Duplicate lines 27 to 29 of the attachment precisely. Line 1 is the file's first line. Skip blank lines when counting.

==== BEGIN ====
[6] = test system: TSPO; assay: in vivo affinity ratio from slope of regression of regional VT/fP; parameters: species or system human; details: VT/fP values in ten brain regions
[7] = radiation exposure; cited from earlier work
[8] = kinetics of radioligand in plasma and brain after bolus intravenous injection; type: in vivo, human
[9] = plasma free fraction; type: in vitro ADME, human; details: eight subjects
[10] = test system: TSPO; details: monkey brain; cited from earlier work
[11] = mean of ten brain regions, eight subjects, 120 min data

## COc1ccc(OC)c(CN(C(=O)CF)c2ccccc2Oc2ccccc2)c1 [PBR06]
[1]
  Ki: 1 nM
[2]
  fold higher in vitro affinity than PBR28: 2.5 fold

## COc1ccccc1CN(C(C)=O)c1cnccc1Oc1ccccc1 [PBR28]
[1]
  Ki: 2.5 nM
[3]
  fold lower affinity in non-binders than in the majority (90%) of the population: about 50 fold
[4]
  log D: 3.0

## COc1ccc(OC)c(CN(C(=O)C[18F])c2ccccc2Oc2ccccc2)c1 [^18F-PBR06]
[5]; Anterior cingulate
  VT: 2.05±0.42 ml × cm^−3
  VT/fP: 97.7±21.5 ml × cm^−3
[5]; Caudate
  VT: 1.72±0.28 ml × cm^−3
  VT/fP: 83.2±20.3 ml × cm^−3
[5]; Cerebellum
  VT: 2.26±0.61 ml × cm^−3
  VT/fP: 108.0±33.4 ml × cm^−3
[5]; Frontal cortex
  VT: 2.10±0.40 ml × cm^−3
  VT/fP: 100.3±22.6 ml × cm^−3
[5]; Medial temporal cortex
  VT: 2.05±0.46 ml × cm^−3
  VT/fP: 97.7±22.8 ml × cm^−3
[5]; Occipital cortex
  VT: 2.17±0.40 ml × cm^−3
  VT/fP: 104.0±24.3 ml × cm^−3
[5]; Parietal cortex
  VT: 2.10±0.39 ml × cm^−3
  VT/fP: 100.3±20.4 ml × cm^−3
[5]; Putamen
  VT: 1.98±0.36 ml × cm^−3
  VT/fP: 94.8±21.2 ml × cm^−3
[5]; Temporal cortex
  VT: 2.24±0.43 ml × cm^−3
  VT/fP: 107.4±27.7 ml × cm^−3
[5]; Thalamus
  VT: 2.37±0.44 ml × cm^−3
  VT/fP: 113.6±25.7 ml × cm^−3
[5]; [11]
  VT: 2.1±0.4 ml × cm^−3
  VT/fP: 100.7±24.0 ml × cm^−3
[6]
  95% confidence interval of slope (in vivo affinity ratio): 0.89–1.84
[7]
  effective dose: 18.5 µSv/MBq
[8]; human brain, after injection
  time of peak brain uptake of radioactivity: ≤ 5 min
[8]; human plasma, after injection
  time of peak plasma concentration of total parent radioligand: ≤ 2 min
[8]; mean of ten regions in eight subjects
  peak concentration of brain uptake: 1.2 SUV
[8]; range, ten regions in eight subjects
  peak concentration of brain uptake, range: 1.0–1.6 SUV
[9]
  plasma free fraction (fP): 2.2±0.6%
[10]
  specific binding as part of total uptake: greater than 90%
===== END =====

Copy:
  VT: 2.26±0.61 ml × cm^−3
  VT/fP: 108.0±33.4 ml × cm^−3
[5]; Frontal cortex